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What Is the Process of Bringing a Personal Injury Claim In California?

What is the process of bringing a personal injury claim in California? As a California personal injury attorney, I find that many people have questions about this process. I would break this down in stages as follows:

From The Date of The Accident to Filing a Lawsuit

Obviously, it is not a pleasant thing to be involved in a car, motorcycle or other type of accident but, if one happens, it usually follows this course:

  •  Accident Occurs: If there is more than $750 in property damages or anyone involved in the accident has sustained personal injuries, all parties involved are required to exchange insurance information and to file a report of accident (so called SR-1) with the California Department of Motor Vehicles.
  • All accidents should be reported to your auto insurance carrier immediately to avoid any potential for denial of coverage due to a failure to promptly report the claim (a requirement in every insurance policy).
  • PROMPT medical attention should be sought after the accident.  Do not be afraid to go by ambulance to the Emergency Room, visit and urgent care facility, or go to your family doctor to be examined following any motor vehicle or other type of accident.  Diagnostic studies such as X-rays, CT Scans and MRI s should be ordered and conducted if there is any indication potential fractures, torn cartilage or ligaments or head trauma such as a concussion.  If any broken bones, tears or closed head injuries are diagnosed, it is important to follow up with a specialist such as an orthopedist or neurologist.  The specialist can diagnose the extent of any major bone, ligament, cartilage, spinal cord injury or traumatic brain injury that may require any number of further treatments sometimes including surgery.
  • The normal course of treatment for most auto injury cases is at least a few weeks up to several months of physical therapy for injuries that don’t involve major bone fissures, displacement, disk herniation or more serious conditions.
  • Once the incident has been reported to DMV and your insurance carrier and you have sought prompt medical treatment for your injuries, it is important to seek the advice of a competent personal injury attorney AS SOON AS POSSIBLE.  Do not make recorded statements to the other party’s insurance carrier, sign any authorizations for release of confidential medical information and records, sign any “releases” or settlement agreements until you do so.  Insurance companies are in business to try to minimize what they pay out on claims.  They have experienced claims adjusters who are trained to get you to do and say things that will reduce the value of the claim and, quite possibly, even eliminate any right to recovery.
  • Once you have retained a lawyer, they lawyer will usually wait until your course of medical treatment has been completed to determine exactly what the total treatment costs are and will be in the future.  He or she should also determine what the total policy limits of coverage may be, investigate the facts regarding liability (which can include having an investigator speak with witnesses or other means) and obtain a full set of medical records and bills.   At that time (usually between 2-6 months from the date of the accident), the lawyer will make a formal settlement demand and attempt to negotiate a settlement with the at fault party’s insurance company.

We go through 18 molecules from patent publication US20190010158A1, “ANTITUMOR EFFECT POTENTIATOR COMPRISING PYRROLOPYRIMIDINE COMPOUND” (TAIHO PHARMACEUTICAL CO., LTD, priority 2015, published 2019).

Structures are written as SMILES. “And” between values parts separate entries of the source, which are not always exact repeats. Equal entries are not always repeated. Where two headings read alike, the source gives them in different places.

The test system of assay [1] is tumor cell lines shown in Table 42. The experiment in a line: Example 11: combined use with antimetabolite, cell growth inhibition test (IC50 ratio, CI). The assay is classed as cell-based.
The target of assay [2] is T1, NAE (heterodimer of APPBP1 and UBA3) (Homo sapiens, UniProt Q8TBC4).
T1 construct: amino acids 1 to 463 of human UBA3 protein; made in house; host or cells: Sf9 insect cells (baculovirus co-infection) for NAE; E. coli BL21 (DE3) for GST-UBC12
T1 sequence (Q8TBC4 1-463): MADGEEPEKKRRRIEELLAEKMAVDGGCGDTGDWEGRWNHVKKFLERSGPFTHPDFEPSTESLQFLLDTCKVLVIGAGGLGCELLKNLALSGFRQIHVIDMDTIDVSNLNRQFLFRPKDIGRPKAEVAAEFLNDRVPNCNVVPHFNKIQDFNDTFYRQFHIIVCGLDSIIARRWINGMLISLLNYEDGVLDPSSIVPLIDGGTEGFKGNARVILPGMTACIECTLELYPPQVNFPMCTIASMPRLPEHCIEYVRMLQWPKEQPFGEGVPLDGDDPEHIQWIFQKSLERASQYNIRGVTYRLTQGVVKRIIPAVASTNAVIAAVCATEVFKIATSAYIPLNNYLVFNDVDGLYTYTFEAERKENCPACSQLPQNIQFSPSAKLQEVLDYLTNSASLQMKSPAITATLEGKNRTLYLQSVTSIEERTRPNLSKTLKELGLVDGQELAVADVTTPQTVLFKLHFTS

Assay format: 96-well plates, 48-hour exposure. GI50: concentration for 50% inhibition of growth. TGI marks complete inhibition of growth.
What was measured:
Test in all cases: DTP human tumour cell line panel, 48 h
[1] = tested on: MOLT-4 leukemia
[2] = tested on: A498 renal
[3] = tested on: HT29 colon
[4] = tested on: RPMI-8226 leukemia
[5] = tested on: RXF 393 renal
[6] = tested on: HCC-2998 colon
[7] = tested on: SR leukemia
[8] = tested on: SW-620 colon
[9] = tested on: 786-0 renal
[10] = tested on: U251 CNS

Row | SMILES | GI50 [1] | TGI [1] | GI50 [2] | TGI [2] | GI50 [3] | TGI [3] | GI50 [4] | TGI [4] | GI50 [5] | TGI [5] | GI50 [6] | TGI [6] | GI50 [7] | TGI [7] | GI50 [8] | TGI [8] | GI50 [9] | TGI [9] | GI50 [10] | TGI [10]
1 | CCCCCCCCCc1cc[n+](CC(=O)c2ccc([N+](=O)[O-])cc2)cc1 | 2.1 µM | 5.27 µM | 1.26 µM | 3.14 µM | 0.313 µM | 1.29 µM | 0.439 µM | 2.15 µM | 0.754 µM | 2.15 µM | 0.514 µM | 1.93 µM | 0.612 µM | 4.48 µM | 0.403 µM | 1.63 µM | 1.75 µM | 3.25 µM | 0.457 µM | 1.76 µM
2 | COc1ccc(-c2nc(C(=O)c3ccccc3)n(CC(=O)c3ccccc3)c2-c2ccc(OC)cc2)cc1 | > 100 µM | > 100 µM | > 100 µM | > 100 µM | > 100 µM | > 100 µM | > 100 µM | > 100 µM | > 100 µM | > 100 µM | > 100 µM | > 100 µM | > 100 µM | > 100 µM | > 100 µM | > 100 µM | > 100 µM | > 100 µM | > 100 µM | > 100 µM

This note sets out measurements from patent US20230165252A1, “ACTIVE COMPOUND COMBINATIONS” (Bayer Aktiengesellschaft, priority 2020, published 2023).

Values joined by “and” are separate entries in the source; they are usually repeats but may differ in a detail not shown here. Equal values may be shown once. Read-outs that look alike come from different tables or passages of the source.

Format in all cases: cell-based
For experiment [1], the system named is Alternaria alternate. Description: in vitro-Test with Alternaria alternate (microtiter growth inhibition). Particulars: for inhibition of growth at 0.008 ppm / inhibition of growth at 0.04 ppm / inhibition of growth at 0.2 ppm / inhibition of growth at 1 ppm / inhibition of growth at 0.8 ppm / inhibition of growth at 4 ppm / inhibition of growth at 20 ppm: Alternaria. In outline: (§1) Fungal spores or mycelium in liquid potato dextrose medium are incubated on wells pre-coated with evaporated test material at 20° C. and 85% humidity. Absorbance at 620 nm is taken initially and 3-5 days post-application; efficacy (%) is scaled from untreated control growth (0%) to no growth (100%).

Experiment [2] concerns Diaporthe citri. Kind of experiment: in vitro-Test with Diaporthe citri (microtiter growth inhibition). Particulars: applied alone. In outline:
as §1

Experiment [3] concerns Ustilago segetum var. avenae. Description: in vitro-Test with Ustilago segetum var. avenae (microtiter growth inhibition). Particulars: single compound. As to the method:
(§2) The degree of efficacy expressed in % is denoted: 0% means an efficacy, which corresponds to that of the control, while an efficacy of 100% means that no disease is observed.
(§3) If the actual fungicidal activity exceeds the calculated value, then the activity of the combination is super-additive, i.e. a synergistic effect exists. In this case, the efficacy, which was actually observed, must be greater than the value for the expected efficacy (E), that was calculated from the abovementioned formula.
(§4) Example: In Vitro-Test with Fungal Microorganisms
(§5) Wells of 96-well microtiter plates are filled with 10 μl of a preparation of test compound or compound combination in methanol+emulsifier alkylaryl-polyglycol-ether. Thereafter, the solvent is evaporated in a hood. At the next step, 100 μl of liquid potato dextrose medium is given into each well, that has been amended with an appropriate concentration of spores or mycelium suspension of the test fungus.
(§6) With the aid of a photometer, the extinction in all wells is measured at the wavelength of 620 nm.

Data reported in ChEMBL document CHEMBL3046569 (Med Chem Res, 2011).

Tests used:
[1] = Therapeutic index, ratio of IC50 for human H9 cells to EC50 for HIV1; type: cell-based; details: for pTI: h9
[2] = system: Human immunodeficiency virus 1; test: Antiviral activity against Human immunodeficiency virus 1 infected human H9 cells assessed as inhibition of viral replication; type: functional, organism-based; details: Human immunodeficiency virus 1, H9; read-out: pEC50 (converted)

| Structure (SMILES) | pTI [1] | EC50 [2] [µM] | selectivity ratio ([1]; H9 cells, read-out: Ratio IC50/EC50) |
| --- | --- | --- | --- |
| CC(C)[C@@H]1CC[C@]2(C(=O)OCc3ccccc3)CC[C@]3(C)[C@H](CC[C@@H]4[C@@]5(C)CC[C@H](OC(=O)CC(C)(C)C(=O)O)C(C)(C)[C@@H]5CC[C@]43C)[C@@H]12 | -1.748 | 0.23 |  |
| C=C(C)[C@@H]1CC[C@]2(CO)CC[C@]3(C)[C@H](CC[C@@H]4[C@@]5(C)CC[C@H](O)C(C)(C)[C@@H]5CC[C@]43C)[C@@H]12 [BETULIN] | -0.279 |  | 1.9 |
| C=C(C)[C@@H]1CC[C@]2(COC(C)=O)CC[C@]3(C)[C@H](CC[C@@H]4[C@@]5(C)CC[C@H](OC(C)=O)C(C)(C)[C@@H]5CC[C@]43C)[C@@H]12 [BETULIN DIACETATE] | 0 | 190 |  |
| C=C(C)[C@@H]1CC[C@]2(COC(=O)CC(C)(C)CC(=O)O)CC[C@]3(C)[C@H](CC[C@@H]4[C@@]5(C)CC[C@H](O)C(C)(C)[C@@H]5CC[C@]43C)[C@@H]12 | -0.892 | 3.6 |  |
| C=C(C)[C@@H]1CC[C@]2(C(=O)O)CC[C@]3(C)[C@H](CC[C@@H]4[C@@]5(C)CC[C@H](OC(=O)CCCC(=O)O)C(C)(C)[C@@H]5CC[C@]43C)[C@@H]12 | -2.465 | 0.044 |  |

What If A Settlement Cannot Be Reached Without Filing a Lawsuit?

If the insurance carrier fails to respond or offers an amount of money that the client thinks is not reasonable based upon the advice and opinion of their attorney, a lawsuit is filed against the at fault party.  Their insurance company assigns them legal counsel to defend the lawsuit.  The process from there is as follows:

  • Lawsuit is filed with the court.  The party filing suit is called the “plaintiff” and the party(ies) being sued are “defendant(s)”.
  • The defendant has 30 days from the date the lawsuit is served to file a response in writing (usually called and “Answer”).
  • From there, the parties engage in “discovery” which can include written questions, oral question under oath in a deposition, and requests for documents.  This can also include the defense requesting a medical examination by one or more of their doctors to determine what they believe to be the injuries.
  • The parties usually participate in settlement discussion (between attorneys) after this discovery phase has been completed for the most part.  This may be informal or it may be in a more “formal” proceeding such as a mediation ( a meeting  between the parties with a third party neutral person — usually a retired judge or attorney not involved with the parties — where they try to formally present their positions and negotiate a settlement amount).
  • If the parties are not able to agree on settlement, the case is set for a civil jury trial where 12 jurors are selected, evidence is presented and the jury makes a determination as to whether the plaintiff is entitled to recover and how much.
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